Some thoughts on Alfonso’s theory of Article 102 TFEU
There is so much about which I want to write that I should not indulge in commenting on Alfonso’s last post. And I really did not want to. But it is happening. It is not often the case that I choose the topics of my posts. They start writing themselves in my head and before I realise I find myself typing, as I am now. So blame the topic, not me. And blame my co-blogger for starting it all with his initial question 😉 . Rest assured that a couple of posts on information exchanges and geo-blocking will start writing themselves in my head soon (primarily because I have much to say about the two).
The fact that I disagree with Alfonso’s last post does not mean that it is not an entirely reasonable one. He says that he does not regard the case law on exclusive dealing and loyalty rebates as the ‘epitome of absurdity’. I do not think it is. It is actually very far from being so. The argument (at least mine) has never been that it is absurd (because it is not), but that it is difficult to reconcile with other aspects of the case law and as such a permanent challenge for the coherence of the competition law system as a whole. Why do we disagree, then? Let us take a look at some of his arguments.
Experience and economic analysis (the Cartes Bancaires test)
The lessons of experience: Alfonso is right to say that the case law assumes that exclusive dealing and loyalty rebates always have restrictive effects on competition. He refers to the Cartes Bancaires test but he does not discuss the lessons of experience, which are valuable ones. Experience shows that that rebate schemes rewarding loyalty do not necessarily prevent the rivals of a dominant firm from thriving or even increasing their market share. This is the fundamental lesson to draw from British Airways and Michelin II. If, as in these cases, there is cogent evidence showing that competition has not been restricted as a consequence of these practices, then it is safe to claim that negative effects cannot simply be assumed to be the necessary consequence of exclusive dealing and loyalty rebates. Unless, of course, one refers to a particular type of negative effects that cannot be seen or proved but is nevertheless there in some form, like a supernatural entity.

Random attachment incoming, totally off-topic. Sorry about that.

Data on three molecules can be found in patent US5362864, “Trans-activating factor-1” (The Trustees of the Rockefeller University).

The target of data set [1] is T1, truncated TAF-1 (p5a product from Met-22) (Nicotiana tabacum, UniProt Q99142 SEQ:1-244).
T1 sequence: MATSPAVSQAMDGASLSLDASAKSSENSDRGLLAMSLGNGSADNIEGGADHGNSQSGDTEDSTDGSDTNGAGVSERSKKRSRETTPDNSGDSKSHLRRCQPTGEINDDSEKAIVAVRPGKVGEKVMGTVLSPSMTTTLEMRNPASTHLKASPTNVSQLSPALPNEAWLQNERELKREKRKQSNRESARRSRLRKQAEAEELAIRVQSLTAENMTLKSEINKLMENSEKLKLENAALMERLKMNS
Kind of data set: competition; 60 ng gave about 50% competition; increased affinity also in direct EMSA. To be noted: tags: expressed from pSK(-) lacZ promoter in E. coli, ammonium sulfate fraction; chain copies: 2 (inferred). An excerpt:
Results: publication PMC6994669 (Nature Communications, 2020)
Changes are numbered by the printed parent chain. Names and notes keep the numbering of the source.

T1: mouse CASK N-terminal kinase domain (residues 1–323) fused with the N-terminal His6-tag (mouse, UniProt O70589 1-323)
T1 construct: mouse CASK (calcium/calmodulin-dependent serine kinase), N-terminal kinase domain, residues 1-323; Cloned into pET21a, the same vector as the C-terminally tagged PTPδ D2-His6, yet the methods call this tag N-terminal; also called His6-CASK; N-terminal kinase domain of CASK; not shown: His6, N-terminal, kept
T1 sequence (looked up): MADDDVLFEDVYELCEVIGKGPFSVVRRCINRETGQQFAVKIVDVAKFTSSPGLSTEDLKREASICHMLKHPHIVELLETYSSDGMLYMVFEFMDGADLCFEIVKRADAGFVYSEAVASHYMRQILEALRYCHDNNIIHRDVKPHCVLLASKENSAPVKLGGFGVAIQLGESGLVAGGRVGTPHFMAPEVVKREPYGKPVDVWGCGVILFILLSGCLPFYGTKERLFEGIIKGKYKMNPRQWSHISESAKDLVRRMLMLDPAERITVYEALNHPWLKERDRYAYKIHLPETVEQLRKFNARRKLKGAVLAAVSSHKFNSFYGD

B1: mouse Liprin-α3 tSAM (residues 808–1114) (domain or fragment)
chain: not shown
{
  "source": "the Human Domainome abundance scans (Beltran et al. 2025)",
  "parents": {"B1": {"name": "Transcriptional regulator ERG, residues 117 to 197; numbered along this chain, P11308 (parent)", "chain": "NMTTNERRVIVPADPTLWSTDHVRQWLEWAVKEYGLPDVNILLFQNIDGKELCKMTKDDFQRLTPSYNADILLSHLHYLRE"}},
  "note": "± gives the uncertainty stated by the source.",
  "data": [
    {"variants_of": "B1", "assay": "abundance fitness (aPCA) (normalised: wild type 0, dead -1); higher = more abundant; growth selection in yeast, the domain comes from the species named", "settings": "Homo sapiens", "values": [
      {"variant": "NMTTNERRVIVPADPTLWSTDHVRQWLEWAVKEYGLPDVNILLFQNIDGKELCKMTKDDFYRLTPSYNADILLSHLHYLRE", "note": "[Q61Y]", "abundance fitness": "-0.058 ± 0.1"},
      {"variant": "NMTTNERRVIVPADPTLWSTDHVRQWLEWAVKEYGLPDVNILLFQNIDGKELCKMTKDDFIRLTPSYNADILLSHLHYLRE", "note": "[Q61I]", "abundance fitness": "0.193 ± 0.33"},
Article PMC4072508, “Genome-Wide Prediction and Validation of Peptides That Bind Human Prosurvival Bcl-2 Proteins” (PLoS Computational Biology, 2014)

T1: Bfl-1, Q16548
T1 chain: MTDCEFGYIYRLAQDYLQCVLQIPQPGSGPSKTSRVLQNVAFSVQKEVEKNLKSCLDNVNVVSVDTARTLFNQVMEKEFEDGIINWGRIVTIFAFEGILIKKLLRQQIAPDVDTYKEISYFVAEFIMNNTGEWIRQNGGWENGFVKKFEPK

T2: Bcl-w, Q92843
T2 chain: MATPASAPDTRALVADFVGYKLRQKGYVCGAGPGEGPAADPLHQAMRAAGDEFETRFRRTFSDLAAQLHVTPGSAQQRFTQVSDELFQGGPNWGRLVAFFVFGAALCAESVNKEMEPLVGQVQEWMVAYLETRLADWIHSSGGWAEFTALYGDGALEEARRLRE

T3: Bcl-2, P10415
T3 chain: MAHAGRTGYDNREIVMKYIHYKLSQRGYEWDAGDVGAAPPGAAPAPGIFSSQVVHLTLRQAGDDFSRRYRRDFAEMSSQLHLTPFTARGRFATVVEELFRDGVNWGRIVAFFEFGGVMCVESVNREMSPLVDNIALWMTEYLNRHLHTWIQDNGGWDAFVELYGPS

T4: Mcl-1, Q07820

The lessons of economic analysis: In relation to the lessons to draw from economic analysis, Alfonso says that he does not know enough about it to conclude whether it suggests that the assumptions underlying the case law need to be refined. What can we conclude from (both theoretical and empirical) economic research? These lessons are elegantly summarised in the Commission Guidance and the EAGCP Report of 2005. I always recommend Massimo Motta’s careful dissection of Michelin II because it is a lucid and accessible piece addressing the question. Against this background, it seems safe to claim that it would be inappropriate to presume that dominant firms implement exclusive dealing and loyalty rebates with the aim of excluding competition. Economic research also shows that negative effects on competition cannot simply be assumed to result from these practices. This is, therefore, one of these areas where the experience of the case law and economic analysis go hand in hand.